Esther Littlefield (Aanwoogeex) was born in Sitka, a city in southeast Alaska in the lacelike archipelago of islands that tail away southward, hugging the British Columbia mainland. This is the historic home of the Tlingit and Haida tribes, expert hunters and fishermen, boatbuilders and wood carvers of great renown who set their clan insignia into totem poles that once towered throughout the forests of the Pacific Northwest as far south as Oregon.
Littlefield belonged to the Kiksadi, a Tlingit clan whose members can wear the Raven emblem. Among her people young men are instructed in building and woodworking; young women are responsible for learning to work with fibers —basketmaking, sewing and the construction of clothing and ceremonial robes. Littlefield's mother taught her the traditional techniques of beadwork, button design and the handling of felt and leather. More important, she imbued her with a deep respect for the meaning behind the forms. Littlefield said: "A long time ago Mama saw beauty in the leaves from season to season. She'd sit somewhere and sew or weave. She'd look around her surroundings and see all the beautiful things. So, she'd create that. ... Art should be respected. And it should be handled with care. People come and want to buy this ... and they want information. They want to pay me. No. It's not worth all the money in the world. I don't want their money because this is my dignity. It represents my family."
Through the years, Littlefield applied the skills she learned as a child to make traditional Native costumes and other regalia. She adapted new materials and designs while maintaining the traditional Native art style. In making button robes, for example, she used wool blankets, felt beads and buttons, sewn onto the blanket in a detailed design. All of her designs were symbolic of different clans and carried specific meanings related to their purpose and spiritual significance.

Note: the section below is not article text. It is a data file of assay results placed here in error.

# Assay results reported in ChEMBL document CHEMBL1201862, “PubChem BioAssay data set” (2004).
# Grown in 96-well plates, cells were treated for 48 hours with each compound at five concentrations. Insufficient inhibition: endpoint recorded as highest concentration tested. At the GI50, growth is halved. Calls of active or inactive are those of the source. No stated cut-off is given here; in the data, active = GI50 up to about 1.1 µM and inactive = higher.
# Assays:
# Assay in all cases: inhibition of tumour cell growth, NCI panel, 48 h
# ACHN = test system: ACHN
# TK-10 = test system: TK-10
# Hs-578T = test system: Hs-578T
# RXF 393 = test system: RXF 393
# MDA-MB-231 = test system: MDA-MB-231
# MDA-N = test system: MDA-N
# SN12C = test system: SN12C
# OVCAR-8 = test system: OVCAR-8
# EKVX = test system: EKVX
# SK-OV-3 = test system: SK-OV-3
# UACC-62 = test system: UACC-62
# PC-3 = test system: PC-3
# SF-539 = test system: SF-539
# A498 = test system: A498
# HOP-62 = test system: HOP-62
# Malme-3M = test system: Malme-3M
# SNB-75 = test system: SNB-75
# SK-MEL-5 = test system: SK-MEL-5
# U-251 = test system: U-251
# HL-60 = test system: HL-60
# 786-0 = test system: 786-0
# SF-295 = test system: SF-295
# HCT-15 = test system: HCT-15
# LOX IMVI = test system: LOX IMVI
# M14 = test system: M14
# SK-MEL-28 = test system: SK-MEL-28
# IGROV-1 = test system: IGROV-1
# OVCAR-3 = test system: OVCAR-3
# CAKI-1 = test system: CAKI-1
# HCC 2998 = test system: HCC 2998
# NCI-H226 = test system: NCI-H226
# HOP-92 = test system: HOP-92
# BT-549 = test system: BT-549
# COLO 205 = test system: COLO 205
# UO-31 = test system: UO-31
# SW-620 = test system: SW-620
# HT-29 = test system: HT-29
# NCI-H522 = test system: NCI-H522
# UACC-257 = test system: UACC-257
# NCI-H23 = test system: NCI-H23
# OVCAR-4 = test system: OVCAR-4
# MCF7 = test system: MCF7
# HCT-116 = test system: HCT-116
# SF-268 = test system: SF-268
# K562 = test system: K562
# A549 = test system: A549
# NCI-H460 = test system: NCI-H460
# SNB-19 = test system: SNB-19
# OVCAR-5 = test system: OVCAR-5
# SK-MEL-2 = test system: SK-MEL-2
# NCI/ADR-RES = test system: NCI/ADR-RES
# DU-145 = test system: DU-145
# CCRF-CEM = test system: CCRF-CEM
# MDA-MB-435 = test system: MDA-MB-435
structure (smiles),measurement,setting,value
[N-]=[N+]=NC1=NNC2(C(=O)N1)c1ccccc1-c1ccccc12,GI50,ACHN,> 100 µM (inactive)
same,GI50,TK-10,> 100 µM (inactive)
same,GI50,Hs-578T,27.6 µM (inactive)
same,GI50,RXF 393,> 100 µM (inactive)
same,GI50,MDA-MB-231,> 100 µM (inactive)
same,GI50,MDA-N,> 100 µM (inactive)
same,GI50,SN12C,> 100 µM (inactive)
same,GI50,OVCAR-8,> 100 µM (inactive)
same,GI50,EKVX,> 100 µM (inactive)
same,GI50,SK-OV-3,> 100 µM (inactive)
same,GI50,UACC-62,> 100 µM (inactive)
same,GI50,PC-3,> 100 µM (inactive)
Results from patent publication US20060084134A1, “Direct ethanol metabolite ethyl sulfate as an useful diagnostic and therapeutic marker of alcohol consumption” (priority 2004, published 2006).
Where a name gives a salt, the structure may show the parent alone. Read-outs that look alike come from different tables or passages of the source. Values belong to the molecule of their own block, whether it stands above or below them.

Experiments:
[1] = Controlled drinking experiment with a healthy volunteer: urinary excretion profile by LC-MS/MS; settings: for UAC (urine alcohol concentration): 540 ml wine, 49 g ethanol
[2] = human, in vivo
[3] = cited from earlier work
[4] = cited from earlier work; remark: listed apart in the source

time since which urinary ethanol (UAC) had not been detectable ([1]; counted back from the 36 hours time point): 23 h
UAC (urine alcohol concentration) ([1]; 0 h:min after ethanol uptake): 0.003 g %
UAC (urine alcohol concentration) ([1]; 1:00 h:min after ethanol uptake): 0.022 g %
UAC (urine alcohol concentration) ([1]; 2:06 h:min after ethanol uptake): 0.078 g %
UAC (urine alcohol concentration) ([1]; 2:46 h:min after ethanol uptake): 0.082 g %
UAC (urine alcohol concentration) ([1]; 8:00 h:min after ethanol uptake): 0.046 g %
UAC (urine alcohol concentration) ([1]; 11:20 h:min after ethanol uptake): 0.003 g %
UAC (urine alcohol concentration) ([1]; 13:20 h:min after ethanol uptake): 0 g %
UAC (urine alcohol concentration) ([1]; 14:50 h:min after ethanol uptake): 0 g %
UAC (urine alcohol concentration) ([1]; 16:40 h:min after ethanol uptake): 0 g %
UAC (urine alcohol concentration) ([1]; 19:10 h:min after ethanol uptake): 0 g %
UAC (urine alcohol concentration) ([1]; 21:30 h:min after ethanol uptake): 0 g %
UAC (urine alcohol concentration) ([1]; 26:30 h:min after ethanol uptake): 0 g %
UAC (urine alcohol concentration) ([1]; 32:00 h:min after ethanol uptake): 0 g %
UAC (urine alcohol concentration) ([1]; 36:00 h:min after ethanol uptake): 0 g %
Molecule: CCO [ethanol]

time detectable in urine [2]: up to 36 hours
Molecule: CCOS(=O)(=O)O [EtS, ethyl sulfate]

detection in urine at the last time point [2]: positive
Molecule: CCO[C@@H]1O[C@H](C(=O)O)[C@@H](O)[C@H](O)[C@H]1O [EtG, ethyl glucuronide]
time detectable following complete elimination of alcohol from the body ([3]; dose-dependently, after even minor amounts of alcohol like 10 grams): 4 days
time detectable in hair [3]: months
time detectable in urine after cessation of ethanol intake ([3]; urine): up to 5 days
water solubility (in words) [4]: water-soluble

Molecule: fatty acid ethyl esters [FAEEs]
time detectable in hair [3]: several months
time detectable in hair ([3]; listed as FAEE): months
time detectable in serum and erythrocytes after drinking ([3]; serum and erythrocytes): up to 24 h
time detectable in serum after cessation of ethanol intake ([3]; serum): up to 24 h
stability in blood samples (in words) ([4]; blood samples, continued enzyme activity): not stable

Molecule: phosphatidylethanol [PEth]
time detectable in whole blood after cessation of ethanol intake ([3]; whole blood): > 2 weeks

Littlefield accepted commissions from museums and other cultural institutions. She taught bead and button work at the Southwest Alaska Indian Cultural Center from its founding in 1969. She demonstrated and interpreted Tlingit culture in many Alaskan cities and towns. In 1983, she received a special award from the United States Department of the Interior, National Park Service, for her commitment to Tlingit culture; a year later, she was presented with the Governor's Award for the Arts in Alaska.
Her lessons were straightforward and demanding. Though she knew the designs for bear, eagle, killer whale, frog, raven and thunderbird she worked with students to help them identify their own particular identity and to understand the meaning of the designs and the occasions on which ceremonial robes may be worn.
Congdon, Kristin G., and Kara Kelly Hallmark. "Esther Littlefield (1907-2007), Tlingit Regalia Maker." American Folk Art: A Regional Reference. (Santa Barbara, California: ABC-CLIO, 2011.)
"Nationally Known Treasure Esther Littlefield Passes On." Anchorage Daily News (June 29, 1997).
Esther Littlefield interviewed by Charles Kurait, 1991 National Heritage Fellowship Concert, Washington, D.C., courtesy National Endowment for the Arts